There is no other agent or living creature on the planet with a greater impact on the environment than us, humans. In our continuous greed of eating up resources, space, air and whatnot, we fail to see how our way of living is hurting everything else around us. The bad impact we have is measurable; there are now species in the US threatened to become extinct, for the sole reason that we care for naught.
You may know it or not, but we do have panthers here in the US. Or, more correctly said, we still do have panthers, because they are really in danger of going extinct. The Florida panther used to reign supreme in the south and southeastern areas of the US, but, right now, these majestic animals only take up a very little area located in South Florida. Although it has been on the list of endangered species since 1967, the continuous urban development in Florida brought the number of these felines down to just 100.
Sea turtles need the coast to nest their eggs, and leave them there to hatch in peace, but a lot has changed during recent years. Even since the beaches have been occupied by humans, the Loggerhead sea turtle has had a harder and harder time to reproduce. All kinds of tortures were used to destroy these beautiful animals, from overharvesting their eggs, to death by accident, as the sea turtles got caught in commercial fishing gear. On Florida beaches, there is now a constant effort to help the sea turtles nest and reproduce, and small steps seem to be headed in the right direction.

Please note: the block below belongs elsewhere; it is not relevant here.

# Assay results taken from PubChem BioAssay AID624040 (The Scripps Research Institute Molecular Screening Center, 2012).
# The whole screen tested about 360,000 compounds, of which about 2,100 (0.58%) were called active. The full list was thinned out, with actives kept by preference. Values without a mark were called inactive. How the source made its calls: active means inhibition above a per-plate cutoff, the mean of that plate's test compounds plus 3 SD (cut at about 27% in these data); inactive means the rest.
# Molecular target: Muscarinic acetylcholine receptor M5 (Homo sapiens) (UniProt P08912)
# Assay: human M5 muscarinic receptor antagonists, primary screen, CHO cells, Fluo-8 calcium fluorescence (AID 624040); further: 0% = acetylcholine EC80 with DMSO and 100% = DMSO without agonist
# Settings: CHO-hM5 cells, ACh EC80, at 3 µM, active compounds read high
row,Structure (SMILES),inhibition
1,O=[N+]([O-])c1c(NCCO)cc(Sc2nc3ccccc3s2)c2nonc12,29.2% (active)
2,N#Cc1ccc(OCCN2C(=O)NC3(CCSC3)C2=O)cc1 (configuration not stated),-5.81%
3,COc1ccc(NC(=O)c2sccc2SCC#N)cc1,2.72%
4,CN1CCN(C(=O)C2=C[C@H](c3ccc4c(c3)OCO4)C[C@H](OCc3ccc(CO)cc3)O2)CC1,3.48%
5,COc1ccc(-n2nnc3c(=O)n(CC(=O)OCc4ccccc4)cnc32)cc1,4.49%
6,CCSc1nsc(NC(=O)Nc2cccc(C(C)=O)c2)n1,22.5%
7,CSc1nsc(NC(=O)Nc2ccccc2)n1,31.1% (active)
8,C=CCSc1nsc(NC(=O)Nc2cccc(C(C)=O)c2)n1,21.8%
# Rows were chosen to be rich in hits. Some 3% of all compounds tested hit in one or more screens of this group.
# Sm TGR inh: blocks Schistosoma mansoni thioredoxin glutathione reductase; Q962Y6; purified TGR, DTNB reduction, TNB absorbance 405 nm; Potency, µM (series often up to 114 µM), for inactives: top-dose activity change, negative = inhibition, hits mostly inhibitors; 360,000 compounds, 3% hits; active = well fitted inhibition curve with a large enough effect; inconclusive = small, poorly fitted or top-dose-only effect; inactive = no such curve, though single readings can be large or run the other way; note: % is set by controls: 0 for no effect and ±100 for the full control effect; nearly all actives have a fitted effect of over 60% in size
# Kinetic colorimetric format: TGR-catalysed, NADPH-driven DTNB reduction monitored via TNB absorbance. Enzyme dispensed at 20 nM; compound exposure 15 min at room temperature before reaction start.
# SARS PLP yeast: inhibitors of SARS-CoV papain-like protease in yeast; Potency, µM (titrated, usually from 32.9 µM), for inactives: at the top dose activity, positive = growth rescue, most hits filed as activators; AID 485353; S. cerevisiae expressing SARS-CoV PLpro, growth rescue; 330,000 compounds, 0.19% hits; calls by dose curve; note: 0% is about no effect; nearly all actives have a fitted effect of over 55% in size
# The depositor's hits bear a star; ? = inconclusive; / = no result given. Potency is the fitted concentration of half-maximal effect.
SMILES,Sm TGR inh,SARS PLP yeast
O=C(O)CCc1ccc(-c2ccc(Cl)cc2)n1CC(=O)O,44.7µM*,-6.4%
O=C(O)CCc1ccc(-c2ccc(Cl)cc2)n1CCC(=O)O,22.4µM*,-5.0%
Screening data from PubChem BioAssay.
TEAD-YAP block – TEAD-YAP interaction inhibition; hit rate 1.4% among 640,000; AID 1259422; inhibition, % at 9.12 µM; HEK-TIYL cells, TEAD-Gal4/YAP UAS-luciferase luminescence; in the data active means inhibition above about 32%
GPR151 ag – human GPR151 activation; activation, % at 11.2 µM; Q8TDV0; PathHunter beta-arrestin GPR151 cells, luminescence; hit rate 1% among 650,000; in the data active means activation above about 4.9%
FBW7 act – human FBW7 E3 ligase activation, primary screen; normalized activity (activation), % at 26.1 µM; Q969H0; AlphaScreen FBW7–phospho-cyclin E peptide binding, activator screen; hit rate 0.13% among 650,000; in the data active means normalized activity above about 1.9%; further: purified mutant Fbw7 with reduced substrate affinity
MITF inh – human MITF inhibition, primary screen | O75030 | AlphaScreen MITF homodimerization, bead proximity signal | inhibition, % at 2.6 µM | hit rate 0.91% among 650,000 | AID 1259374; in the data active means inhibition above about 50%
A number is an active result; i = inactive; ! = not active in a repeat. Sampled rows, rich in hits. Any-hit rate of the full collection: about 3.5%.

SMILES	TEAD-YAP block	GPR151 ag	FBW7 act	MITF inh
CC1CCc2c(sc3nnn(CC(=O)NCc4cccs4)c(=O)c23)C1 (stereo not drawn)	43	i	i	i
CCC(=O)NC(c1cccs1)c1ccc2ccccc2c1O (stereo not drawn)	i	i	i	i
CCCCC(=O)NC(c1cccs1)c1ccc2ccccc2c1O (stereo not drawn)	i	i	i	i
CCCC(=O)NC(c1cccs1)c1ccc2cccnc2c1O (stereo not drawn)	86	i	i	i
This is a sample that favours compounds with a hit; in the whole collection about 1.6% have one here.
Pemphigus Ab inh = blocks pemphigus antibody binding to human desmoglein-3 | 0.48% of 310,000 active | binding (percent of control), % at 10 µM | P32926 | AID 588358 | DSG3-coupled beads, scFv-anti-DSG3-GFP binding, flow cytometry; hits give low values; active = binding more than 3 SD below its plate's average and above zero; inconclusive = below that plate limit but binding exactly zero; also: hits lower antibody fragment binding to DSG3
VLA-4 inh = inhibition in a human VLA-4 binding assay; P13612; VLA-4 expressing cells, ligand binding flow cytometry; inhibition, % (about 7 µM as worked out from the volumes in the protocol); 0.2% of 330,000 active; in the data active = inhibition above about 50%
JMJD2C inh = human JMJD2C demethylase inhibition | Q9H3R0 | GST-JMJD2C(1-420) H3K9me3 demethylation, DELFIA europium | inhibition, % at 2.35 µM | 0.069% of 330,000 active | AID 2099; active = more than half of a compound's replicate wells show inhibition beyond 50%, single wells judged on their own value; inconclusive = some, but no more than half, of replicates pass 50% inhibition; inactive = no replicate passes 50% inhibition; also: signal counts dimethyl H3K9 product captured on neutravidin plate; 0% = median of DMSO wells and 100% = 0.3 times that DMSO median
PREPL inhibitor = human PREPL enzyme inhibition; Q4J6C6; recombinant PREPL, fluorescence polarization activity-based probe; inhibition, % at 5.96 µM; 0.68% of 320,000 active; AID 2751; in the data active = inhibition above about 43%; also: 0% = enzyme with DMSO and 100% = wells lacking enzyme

Another species of animals reduced to just about 100 individuals is the Mississippi gopher frog. These individuals still live in the wild, and some efforts are being made to help them reproduce, as 7,000 acres were declared the protected habitat for this species of frog. They still exist in three ponds located not far from Tradition, a town in Mississippi. Any plans of development for the town would put the small creature in absolute danger.
The vast stretches of white to the north are often seen by humans as being pristine and untouched, but this is no longer the case. Even where the actual expansion of human settlements is reduced, like Alaska, there are still effects of the global warming and pollution that push animals further and further up north, until they have no place to go. The polar bear is one of the most affected species on the planet, with global warming being the main culprit. This is where we could all contribute by driving less, using energy efficient light bulbs and overall reducing our carbon footprint.
There are many other species of animals endangered in the US, but it would take an entire book to talk about them all. What I would like everyone to learn from this is that no matter where you live and what you do, you can do something for our Mother Nature, too, by choosing to live a cleaner, more environmentally friendly life.